Chomsky’s theories of universal grammar and generative grammar are now accepted by scholars around the world and encompass the idea that all human languages are based on underlying rules that every human baby is born with, which explains why children, wherever they are, quickly acquire the language that is spoken to them.

Chomsky says that if an alien visited Earth, he would observe that all humans speak the same language with only slight variation. Chomsky’s approach to understanding language at MIT has enabled computer scientists and researchers in many others fields to apply mathematical-style rules to language.

British professor Dr Niels Jerne won a Nobel Prize in 1964 by applying Chomskyan theories to the human body’s immune system with a paper called The Generative Grammar of the Immune System.

In addition to his linguistic and philosophical pioneering, Chomsky was an early opponent of the Vietnam War, dating back to France’s reappearance in Indochina following the conclusion of the second world war in 1945.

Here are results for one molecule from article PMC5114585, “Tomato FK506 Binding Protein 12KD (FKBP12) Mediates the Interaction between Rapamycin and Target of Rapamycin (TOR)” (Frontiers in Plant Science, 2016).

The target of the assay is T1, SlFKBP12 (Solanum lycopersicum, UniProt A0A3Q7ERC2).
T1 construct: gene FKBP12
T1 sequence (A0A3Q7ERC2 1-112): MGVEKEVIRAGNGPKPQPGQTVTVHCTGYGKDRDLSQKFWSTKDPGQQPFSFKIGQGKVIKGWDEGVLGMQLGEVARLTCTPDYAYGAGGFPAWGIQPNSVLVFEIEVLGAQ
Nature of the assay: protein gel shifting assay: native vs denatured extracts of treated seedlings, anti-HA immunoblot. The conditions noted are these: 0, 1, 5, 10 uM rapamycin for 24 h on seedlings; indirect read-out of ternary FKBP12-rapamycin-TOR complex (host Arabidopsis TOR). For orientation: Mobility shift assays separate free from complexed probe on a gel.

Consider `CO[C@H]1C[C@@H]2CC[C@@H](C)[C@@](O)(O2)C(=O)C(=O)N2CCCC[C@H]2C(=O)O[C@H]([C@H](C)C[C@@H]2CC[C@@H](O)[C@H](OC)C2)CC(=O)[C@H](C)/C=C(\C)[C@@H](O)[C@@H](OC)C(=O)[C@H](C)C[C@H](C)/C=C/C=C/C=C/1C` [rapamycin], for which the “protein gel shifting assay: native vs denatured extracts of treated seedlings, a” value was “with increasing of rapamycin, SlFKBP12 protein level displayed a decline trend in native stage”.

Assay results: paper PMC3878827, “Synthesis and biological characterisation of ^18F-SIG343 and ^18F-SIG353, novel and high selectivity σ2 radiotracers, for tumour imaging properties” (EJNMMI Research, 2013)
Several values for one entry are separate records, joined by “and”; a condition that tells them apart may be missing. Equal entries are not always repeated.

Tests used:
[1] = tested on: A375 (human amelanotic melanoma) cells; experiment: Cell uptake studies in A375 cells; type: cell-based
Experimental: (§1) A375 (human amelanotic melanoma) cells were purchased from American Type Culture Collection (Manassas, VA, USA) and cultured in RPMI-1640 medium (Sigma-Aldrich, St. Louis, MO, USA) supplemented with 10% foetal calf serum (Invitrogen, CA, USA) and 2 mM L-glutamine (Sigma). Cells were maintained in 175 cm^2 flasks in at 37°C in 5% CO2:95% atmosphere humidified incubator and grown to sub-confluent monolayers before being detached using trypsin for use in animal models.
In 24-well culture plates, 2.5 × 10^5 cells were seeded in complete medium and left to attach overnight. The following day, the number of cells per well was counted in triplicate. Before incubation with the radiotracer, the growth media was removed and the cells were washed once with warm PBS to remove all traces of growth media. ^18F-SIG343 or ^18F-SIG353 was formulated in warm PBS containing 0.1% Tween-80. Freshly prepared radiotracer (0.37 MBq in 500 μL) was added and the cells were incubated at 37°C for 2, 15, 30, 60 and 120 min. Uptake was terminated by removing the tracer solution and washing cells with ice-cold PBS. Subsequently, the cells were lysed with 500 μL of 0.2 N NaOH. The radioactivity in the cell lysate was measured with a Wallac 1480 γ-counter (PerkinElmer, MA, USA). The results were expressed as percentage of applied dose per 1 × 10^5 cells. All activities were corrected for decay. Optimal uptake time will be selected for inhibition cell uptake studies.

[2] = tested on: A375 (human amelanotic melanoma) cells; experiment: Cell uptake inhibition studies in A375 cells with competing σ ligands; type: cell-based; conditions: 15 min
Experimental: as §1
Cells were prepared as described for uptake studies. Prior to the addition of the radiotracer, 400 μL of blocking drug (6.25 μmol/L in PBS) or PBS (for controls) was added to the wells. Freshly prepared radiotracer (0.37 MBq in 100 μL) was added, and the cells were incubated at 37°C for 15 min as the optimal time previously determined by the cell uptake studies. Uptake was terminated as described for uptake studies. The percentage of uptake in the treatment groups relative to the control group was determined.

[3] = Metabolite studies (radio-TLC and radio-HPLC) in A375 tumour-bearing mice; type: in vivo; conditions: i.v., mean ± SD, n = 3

He was one of the intellectual forces behind the antiwar movement in the US during the 1960s and early 1970s.

Chomsky is also famous for his criticism of the foreign policies of states, especially the US, where he lives and has nationality.

He helps people practise what he calls “intellectual self-defence” by pointing out the difference between words spoken and deeds done by politicians, governments, religious or corporate officials – so that the average citizen can look at the world more accurately as it applies to him or her – rather than as part of the agenda of a state, a religion, a corporation or some other power centre, as Chomsky calls them.

Just as in his reasoning that the Vietnam War was not in the interest of the American people, so does Chomsky reason that Israel’s policies in the West Bank and Gaza are not in the interest of the Israeli people.

Though Chomsky is a Jew and a Hebrew scholar, he nevertheless criticises Israel’s military actions, which he says are more dangerous to the population of Israel than they are helpful.

You could say Chomsky is an equal-opportunity critic of all groups with power, regardless of ethnicity and national origin – which is probably what makes him so popular and welcome in so many places – and so controversial.